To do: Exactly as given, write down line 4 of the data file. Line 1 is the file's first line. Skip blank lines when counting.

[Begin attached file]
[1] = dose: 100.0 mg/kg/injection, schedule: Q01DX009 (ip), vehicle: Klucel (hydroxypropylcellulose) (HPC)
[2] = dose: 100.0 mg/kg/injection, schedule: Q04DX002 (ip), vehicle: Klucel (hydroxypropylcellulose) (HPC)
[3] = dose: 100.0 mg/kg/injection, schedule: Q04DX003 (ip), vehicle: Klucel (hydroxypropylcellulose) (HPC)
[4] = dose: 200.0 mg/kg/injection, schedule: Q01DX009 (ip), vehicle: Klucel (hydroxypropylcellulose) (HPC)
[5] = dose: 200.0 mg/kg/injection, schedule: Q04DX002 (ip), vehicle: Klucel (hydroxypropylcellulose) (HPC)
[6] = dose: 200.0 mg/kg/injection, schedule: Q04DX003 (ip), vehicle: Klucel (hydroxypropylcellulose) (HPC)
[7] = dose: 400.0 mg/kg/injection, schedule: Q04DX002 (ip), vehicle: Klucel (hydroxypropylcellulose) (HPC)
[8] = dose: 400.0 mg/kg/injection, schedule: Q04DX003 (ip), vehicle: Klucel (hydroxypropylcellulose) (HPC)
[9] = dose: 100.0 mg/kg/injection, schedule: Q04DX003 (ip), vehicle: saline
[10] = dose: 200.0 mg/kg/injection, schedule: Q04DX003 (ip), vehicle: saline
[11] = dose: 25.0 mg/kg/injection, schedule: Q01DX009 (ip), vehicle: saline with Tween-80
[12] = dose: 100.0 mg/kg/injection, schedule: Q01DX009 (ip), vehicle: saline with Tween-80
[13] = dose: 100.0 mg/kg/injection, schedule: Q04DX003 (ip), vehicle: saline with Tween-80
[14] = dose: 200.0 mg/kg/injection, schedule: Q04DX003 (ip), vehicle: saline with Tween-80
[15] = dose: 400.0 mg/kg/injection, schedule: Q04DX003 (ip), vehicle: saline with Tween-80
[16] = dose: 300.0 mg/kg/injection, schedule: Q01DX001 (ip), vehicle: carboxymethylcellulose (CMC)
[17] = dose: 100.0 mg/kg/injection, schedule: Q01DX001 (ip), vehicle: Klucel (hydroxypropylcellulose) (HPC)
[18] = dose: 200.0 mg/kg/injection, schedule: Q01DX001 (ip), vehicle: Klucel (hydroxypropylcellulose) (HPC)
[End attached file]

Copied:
[4] = dose: 200.0 mg/kg/injection, schedule: Q01DX009 (ip), vehicle: Klucel (hydroxypropylcellulose) (HPC)